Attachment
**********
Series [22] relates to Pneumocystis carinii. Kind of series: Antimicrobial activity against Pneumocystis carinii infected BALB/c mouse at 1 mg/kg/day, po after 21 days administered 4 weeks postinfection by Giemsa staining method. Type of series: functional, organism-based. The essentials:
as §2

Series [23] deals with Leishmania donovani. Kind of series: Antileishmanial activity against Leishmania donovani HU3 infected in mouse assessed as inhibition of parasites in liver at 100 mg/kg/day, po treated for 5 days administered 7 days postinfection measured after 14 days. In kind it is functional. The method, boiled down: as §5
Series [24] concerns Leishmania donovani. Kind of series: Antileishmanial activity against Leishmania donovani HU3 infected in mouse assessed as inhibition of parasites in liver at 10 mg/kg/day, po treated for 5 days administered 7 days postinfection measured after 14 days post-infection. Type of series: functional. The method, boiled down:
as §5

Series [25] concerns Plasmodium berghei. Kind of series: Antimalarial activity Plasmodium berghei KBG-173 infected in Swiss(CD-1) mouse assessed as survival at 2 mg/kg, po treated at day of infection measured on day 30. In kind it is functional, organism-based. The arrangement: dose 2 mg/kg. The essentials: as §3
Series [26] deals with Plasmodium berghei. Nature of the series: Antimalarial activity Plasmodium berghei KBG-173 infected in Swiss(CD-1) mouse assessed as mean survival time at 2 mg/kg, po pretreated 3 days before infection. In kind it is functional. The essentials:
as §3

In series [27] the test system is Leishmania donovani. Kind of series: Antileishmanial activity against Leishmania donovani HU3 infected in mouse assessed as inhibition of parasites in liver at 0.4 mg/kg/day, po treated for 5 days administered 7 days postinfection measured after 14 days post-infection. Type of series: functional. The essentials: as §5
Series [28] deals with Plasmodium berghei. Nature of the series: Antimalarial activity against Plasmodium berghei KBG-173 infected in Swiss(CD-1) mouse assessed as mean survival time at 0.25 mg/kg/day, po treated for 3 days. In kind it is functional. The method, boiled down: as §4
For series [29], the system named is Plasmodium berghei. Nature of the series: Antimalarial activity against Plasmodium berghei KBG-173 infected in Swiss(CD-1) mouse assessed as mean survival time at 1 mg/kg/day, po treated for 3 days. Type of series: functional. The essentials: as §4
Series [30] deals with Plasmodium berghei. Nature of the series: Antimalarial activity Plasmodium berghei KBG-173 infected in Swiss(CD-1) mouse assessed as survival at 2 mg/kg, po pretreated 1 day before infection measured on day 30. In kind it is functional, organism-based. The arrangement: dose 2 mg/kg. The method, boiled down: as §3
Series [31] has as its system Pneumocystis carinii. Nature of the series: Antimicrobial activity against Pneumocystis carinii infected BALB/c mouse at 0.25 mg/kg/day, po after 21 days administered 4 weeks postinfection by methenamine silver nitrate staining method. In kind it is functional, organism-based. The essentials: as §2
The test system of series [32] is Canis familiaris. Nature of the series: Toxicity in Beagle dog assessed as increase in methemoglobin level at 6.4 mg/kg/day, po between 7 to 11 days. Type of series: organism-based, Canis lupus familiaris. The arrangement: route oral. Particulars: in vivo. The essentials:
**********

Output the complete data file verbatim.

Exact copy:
Series [22] relates to Pneumocystis carinii. Kind of series: Antimicrobial activity against Pneumocystis carinii infected BALB/c mouse at 1 mg/kg/day, po after 21 days administered 4 weeks postinfection by Giemsa staining method. Type of series: functional, organism-based. The essentials:
as §2

Series [23] deals with Leishmania donovani. Kind of series: Antileishmanial activity against Leishmania donovani HU3 infected in mouse assessed as inhibition of parasites in liver at 100 mg/kg/day, po treated for 5 days administered 7 days postinfection measured after 14 days. In kind it is functional. The method, boiled down: as §5
Series [24] concerns Leishmania donovani. Kind of series: Antileishmanial activity against Leishmania donovani HU3 infected in mouse assessed as inhibition of parasites in liver at 10 mg/kg/day, po treated for 5 days administered 7 days postinfection measured after 14 days post-infection. Type of series: functional. The method, boiled down:
as §5

Series [25] concerns Plasmodium berghei. Kind of series: Antimalarial activity Plasmodium berghei KBG-173 infected in Swiss(CD-1) mouse assessed as survival at 2 mg/kg, po treated at day of infection measured on day 30. In kind it is functional, organism-based. The arrangement: dose 2 mg/kg. The essentials: as §3
Series [26] deals with Plasmodium berghei. Nature of the series: Antimalarial activity Plasmodium berghei KBG-173 infected in Swiss(CD-1) mouse assessed as mean survival time at 2 mg/kg, po pretreated 3 days before infection. In kind it is functional. The essentials:
as §3

In series [27] the test system is Leishmania donovani. Kind of series: Antileishmanial activity against Leishmania donovani HU3 infected in mouse assessed as inhibition of parasites in liver at 0.4 mg/kg/day, po treated for 5 days administered 7 days postinfection measured after 14 days post-infection. Type of series: functional. The essentials: as §5
Series [28] deals with Plasmodium berghei. Nature of the series: Antimalarial activity against Plasmodium berghei KBG-173 infected in Swiss(CD-1) mouse assessed as mean survival time at 0.25 mg/kg/day, po treated for 3 days. In kind it is functional. The method, boiled down: as §4
For series [29], the system named is Plasmodium berghei. Nature of the series: Antimalarial activity against Plasmodium berghei KBG-173 infected in Swiss(CD-1) mouse assessed as mean survival time at 1 mg/kg/day, po treated for 3 days. Type of series: functional. The essentials: as §4
Series [30] deals with Plasmodium berghei. Nature of the series: Antimalarial activity Plasmodium berghei KBG-173 infected in Swiss(CD-1) mouse assessed as survival at 2 mg/kg, po pretreated 1 day before infection measured on day 30. In kind it is functional, organism-based. The arrangement: dose 2 mg/kg. The method, boiled down: as §3
Series [31] has as its system Pneumocystis carinii. Nature of the series: Antimicrobial activity against Pneumocystis carinii infected BALB/c mouse at 0.25 mg/kg/day, po after 21 days administered 4 weeks postinfection by methenamine silver nitrate staining method. In kind it is functional, organism-based. The essentials: as §2
The test system of series [32] is Canis familiaris. Nature of the series: Toxicity in Beagle dog assessed as increase in methemoglobin level at 6.4 mg/kg/day, po between 7 to 11 days. Type of series: organism-based, Canis lupus familiaris. The arrangement: route oral. Particulars: in vivo. The essentials: